When I was a child, one of my favourite places to visit was my grandparents’ house. I was always spoiled by them and Grandma always had treats. She loved to take me shopping and there were so many fun things to do at their house, providing me with wonderful memories of our time together.
One of my favourite recollections was helping Grandma bake cookies – her famous, paper-thin oatmeal cookies that melted in your mouth. The recipe had been passed down for many generations throughout her family. I would pull up a chair and watch as she mixed the dough and then patiently rolled it out on the table. Grandma would let me help as we used a glass to cut out thin, round cookies. When there wasn’t enough dough left for another cookie, she would make me a little ball of “leftovers” to sample – my favourite part of the process!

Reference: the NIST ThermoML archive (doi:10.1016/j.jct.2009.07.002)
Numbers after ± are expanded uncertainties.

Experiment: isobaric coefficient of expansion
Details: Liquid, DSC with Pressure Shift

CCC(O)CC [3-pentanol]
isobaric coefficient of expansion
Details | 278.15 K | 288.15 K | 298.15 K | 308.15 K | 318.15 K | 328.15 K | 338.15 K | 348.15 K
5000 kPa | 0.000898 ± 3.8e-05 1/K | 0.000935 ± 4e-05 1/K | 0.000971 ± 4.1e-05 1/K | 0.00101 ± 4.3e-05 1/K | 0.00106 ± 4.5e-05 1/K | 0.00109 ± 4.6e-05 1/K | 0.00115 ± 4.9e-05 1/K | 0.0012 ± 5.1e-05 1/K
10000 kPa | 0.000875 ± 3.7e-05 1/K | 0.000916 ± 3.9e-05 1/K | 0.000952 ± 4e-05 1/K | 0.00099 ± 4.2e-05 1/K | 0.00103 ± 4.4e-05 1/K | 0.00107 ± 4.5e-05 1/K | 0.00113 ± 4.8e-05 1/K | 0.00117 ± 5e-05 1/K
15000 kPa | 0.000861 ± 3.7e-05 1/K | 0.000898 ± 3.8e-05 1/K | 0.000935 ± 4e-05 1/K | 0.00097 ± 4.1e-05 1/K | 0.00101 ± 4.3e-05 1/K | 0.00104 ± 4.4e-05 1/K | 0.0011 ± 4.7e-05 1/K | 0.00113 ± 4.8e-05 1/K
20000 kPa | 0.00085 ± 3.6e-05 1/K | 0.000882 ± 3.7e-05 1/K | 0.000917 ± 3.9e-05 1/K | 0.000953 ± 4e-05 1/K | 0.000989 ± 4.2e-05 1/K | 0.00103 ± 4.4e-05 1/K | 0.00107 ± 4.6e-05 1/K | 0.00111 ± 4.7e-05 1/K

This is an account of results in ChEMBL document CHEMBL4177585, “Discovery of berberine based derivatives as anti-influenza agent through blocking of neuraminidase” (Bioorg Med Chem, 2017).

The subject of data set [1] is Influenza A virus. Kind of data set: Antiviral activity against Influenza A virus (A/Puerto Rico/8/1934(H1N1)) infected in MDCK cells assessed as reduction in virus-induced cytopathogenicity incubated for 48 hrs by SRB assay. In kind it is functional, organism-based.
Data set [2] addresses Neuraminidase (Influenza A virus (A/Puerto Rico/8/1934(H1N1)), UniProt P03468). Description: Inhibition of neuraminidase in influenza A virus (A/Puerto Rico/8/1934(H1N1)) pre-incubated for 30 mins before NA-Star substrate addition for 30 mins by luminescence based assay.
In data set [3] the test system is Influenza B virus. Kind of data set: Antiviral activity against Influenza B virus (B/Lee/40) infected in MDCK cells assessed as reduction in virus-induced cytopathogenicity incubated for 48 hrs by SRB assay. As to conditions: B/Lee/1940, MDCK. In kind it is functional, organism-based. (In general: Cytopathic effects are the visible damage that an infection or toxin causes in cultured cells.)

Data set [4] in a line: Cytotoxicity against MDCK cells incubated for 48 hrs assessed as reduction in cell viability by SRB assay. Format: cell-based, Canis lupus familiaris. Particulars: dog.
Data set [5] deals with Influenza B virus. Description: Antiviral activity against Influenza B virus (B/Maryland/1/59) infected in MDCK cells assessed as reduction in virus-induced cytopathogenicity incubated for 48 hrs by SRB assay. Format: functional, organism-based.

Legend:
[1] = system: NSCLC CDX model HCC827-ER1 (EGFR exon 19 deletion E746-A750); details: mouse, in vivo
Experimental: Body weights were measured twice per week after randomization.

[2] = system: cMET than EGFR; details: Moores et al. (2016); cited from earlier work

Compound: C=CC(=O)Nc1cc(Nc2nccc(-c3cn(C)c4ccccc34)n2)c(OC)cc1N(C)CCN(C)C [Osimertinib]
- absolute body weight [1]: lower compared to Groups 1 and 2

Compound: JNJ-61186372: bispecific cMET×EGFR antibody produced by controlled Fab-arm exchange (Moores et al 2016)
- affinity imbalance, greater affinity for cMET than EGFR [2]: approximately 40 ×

Grandma made these cookies almost daily, ensuring that visitors would have a fresh batch, and often I would be given a full tin to take home. When Grandma passed away, I was determined to carry on the tradition in my own family.
I don’t take the time to make these cookies as often as I should, certainly not daily as my grandmother did. Each time I stand at the counter and roll out the dough, memories of Grandma fill my thoughts, and I marvel at how much patience it requires to coax the dough into a thin sheet for cutting – she had made it look so easy! As my daughter pulls up a chair beside the counter to help, I think back to myself as a little girl watching Grandma. I set aside a little ball of dough for her to sample – and the tradition continues once again.
– Tanya Unrau writes from Boissevain, Manitoba
Editor’s note:Try out the cookie recipe for yourself. See Grandma Moir’s Oatmeal Cookies on page 41.